Alaska Airlines to the rescue: Portland Jazz Fest revived

The Portland Jazz Festival, pronounced dead on September 8 due to the pullout of Seattle-based title sponsor Qwest Communications, now rises from its ashes on the wings of Alaska Airlines and an advisory board of local businesses and individuals. According to a press release issued today by PDX Jazz, the fest’s umbrella organization, “the 6th Annual Alaska Airlines Portland Jazz Festival presented by The Oregonian A&E will take place, as scheduled, Februrary 13-22, 2009.” The 10-day fest’s theme will be the 70th anniversary of Blue Note Records. Does this suggest corporate and community support for jazz is available — if you know where to find it?


Bill Royston, producer of the Portland Jazz Fest, explained the turnaround thusly: “Last Wednesday, two things happened. First, we were asked to meet with member of Portland City Council and a coalition of local leaders to explore ways to revitalize PDX Jazz. Later that day we also received an unsolicited phone call expressing interest [from] Alaska Airlines on a multi-year title sponsorship . .  This will both meet our immediate needs and provide the beginning of long-term stability.”



Back to the press release: 

“Alaska Airlines is pleased to sponsor the Portland Jazz
Festival,” said Steve Jarvis, Alaska Airlines vice president of marketing
sales and customer experience. “Portland is home to many customers and
employees of Alaska Airlines and Horizon Air, and we’re happy to help showcase
great artists and their music through this important community event.” 


A force for regional integration, Horizon Air operates shuttle flights on the hour and half-hour between Portland and Seattle. 


With further support for the fest coming from Portland City Commissioner Nick Fish, businessman Sho Dozono (a former mayoral candidate and head of Azumano Travel Service), U.S. Bank, Precision Cast Parts, Oregonian A&E (the daily newspaper’s arts and entertainment section), Travel Portland, the Portland Trailblazers, Rogue Ales, the record store Music Millennium, Amtrack, NW Natural (gas company), Enterprise Rent-A-Car and a host of downtown hotels, even Qwest returned to the fold with a new funding pledge from the firm’s national foundation.

The resurgence of the Portland Jazz Fest strengthens the Pacific Northwest’s position as a burgeoning international showcase for new music:

  •  Seattle’s Earshot Jazz Festival, 20 years old, runs from Oct. 18 to Nov. 9, with 50 concerts featuring pianist Cecil Taylor, Charlie Haden and Carla Bley’s Liberation Music Orchestra, trumpeter-conguero Jerry Gonzalez’s Fort Apache Band, Ravi Coltrane, pianist Marilyn Crispell’s trio, violinist Billy Bang, bassist-vocalist Richard Bona’s quartet, Swiss pianist George Grawe, Steven Bernstein’s Millennial Territory Orchestra, Peter Apfelbaum’s Hieroglyphics Orchestra, pianist Wayne Horvitz with trumpeter Ron Miles and drummer Bobby Previte, a jazz opera, jazz films — overall, an ambitious and interesting schedule.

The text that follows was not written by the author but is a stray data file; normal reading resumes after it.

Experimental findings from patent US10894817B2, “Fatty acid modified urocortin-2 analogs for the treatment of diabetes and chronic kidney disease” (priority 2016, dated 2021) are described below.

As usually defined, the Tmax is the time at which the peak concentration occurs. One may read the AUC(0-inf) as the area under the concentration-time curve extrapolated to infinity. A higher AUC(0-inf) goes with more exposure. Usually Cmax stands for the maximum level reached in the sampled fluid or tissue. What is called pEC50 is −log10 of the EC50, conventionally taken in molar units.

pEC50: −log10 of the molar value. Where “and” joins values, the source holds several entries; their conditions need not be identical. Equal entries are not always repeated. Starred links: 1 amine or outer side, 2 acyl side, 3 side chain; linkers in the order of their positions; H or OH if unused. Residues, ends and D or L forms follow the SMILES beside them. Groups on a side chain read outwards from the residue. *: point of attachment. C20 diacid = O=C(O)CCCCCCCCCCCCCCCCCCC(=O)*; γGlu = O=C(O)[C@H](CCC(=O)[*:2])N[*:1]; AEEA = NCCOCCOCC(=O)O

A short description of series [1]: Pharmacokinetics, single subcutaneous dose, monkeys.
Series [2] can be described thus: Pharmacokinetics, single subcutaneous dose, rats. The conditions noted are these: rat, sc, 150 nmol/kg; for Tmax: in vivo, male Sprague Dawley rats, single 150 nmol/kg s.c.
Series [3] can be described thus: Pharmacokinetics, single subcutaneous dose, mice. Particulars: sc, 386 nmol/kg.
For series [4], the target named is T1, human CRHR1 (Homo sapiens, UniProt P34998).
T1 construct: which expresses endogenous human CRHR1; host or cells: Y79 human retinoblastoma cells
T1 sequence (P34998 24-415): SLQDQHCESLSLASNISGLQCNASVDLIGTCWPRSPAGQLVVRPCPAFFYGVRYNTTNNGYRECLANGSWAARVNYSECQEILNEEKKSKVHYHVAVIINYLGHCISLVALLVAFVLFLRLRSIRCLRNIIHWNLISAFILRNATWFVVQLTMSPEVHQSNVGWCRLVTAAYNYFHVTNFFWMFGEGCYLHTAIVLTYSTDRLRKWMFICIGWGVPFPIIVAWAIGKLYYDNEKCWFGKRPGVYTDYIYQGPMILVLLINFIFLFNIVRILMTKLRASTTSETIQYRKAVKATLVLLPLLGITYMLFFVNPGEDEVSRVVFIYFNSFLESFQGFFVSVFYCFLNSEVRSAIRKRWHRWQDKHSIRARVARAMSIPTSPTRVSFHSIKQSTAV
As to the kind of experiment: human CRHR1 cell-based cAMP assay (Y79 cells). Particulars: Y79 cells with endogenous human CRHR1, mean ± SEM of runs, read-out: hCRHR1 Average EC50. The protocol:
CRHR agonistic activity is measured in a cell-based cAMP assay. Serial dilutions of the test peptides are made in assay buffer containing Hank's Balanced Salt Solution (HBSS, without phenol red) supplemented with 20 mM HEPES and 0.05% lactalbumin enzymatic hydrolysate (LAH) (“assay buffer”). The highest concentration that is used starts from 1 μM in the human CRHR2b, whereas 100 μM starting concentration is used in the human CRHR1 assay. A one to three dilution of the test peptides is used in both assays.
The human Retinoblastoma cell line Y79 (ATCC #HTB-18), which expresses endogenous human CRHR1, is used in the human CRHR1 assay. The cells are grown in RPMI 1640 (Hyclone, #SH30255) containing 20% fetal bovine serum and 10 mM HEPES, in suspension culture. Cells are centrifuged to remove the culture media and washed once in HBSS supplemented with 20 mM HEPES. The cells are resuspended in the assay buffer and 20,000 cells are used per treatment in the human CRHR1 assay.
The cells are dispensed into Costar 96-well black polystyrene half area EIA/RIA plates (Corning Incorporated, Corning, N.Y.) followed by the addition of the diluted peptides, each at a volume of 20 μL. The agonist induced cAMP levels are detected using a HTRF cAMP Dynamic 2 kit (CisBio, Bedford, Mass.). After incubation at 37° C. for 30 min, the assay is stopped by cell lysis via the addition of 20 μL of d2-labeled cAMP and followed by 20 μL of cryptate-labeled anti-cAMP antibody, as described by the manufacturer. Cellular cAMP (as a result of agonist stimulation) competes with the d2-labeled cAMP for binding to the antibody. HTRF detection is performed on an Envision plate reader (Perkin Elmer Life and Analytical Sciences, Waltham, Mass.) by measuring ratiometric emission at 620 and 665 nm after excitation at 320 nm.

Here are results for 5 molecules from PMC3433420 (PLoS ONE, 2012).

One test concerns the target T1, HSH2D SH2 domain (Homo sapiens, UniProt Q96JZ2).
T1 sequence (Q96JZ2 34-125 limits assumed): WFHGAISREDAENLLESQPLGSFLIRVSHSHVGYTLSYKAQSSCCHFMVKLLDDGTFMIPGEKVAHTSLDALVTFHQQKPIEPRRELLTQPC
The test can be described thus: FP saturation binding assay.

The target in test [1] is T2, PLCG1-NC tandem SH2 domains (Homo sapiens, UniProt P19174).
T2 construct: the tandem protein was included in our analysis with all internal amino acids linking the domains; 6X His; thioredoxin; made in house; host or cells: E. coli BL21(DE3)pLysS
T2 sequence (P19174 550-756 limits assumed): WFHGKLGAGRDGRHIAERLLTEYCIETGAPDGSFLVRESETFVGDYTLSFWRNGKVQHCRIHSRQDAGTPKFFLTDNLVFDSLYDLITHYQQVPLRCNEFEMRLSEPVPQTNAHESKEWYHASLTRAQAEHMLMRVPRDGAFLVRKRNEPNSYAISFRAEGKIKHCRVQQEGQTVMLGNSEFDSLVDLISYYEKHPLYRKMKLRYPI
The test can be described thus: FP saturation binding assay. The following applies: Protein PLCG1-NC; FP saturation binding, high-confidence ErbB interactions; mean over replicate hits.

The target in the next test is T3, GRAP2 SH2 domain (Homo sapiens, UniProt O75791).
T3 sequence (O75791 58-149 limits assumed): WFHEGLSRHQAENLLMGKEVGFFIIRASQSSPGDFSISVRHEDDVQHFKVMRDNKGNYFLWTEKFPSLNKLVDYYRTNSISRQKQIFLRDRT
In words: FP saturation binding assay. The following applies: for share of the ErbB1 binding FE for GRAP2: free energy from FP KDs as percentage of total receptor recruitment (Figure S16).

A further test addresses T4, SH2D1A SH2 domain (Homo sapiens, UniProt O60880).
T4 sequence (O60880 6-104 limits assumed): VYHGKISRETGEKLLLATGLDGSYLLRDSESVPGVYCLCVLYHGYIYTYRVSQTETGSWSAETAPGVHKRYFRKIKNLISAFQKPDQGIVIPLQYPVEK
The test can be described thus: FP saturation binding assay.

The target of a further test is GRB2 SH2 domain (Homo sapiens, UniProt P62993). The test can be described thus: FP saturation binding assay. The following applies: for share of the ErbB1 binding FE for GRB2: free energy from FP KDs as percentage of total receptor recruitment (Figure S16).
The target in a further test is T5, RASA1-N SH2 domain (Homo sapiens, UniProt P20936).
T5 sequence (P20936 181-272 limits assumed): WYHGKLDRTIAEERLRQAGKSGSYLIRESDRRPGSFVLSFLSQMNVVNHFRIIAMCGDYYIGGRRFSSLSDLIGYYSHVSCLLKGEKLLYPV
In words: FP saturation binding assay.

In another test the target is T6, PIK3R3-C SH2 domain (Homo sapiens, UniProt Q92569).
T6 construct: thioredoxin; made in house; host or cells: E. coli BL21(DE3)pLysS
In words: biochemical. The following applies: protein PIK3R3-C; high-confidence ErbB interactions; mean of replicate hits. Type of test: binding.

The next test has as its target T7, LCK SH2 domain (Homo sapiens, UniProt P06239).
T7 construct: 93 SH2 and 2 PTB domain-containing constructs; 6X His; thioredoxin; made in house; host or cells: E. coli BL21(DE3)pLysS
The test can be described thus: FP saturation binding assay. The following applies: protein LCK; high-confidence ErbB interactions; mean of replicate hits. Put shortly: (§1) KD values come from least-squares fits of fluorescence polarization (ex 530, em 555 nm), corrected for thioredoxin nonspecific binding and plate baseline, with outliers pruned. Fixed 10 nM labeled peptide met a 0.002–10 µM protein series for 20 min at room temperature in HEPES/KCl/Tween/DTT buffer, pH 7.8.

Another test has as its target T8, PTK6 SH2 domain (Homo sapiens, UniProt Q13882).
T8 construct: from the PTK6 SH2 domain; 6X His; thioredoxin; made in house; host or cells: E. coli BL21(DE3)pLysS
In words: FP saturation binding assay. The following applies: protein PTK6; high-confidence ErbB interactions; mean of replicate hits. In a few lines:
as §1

•  Vancouver, British Columbia’s Coastal Jazz and Blues Society, which plans its 25th annual festival for June 26 – July 9, 2009, runs concerts throughout other seasons, too — Seattle tenor saxophonist Hadley Calliman performs in quintet Oct. 3-4, and percussionist Jerry Granelli (now based in Halifax, but formerly a teacher at Seattle’s Cornish Institute) leads his V-16 project, an electric guitar quartet, on Oct. 17. 
  • The Bellvue Jazz Festival, another production of Portland’s Bill Royston, debuted as a Memorial Day weekend event last May.
  • The Banff Centre in Calgary, Canada, has hosted the highly-regarded Banff International Workshop in Jazz and Creative Music for 30 years (trumpeter Dave Douglas is currently the program’s director) and sponsors fall and winter music creative residencies.

Extend the Pacific Northwest just a little south, and the San Francisco Jazz Festival (held Oct. 3 through Nov. 9) looms as the big daddy of all these doings. New York City may still be the Apple, but there’s no limits on how far this music has gone. Did I mention I’ll be attending the 10th annual Festival de Jazz de Ponta Delgada, in the Portuguese Azores, Oct. 22-26?

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Comments

  1. Devon says

    Yay! I’m so relieved. After the downfall of IAJE and hearing the Portland Jazz Festival had gone under I was starting to feel like everything was crumbling around us.
    An unsolicited phone call and from an airline company no less… it just goes to show you miracles happen!

  2. BN says

    Correction: Qwest is based in Denver, CO.
    HM: Thanks for righting me, BN. Is it possible that being out of Portland’s immediate area, Qwest was less than reasonably responsible for sponsoring the Fest? Having engaged in a small amount of fundraising, I’ve found sponsors have to have a genuine stake in what they support. I understand Alaska Airlines looking to make a splash as title sponsor in a closeby lower 48 tourist center; Qwest Oregon seems to be involved with broadband internet, digital tv and voice and wireless communications in 12 western states, but maybe that spreads it too thin. Anyway, the more supporters the merrier because more stable support will be. Congrats to PDX on attracting the new sponsors it deserves.